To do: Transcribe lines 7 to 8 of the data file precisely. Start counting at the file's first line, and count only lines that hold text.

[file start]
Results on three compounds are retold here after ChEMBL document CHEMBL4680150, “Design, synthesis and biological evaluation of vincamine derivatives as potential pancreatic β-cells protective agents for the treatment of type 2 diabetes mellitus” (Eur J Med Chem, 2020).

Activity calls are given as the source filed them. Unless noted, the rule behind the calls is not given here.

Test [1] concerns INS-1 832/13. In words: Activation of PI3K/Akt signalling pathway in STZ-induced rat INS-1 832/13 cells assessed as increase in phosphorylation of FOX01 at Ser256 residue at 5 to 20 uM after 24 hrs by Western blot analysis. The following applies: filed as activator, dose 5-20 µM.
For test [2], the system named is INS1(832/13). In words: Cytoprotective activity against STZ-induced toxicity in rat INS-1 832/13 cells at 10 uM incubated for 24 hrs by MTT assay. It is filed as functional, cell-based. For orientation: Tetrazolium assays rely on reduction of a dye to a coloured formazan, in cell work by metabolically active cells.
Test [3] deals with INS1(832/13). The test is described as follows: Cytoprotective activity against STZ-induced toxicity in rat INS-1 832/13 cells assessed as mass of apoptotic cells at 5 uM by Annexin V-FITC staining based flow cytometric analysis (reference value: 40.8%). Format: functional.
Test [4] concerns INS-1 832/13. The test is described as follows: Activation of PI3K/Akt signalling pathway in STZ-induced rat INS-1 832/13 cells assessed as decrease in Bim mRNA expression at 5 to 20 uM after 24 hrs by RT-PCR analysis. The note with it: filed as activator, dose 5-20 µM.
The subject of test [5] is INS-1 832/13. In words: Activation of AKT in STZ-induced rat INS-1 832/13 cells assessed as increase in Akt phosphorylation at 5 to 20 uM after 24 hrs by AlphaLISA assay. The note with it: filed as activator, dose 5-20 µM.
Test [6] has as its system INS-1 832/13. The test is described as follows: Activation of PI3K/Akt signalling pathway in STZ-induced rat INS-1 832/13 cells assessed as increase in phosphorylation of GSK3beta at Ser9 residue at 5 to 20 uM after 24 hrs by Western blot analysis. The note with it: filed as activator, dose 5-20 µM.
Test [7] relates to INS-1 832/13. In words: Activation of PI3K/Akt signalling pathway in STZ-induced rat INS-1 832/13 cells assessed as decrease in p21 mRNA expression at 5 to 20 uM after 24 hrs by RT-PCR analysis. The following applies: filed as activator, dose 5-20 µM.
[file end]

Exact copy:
The subject of test [5] is INS-1 832/13. In words: Activation of AKT in STZ-induced rat INS-1 832/13 cells assessed as increase in Akt phosphorylation at 5 to 20 uM after 24 hrs by AlphaLISA assay. The note with it: filed as activator, dose 5-20 µM.
Test [6] has as its system INS-1 832/13. The test is described as follows: Activation of PI3K/Akt signalling pathway in STZ-induced rat INS-1 832/13 cells assessed as increase in phosphorylation of GSK3beta at Ser9 residue at 5 to 20 uM after 24 hrs by Western blot analysis. The note with it: filed as activator, dose 5-20 µM.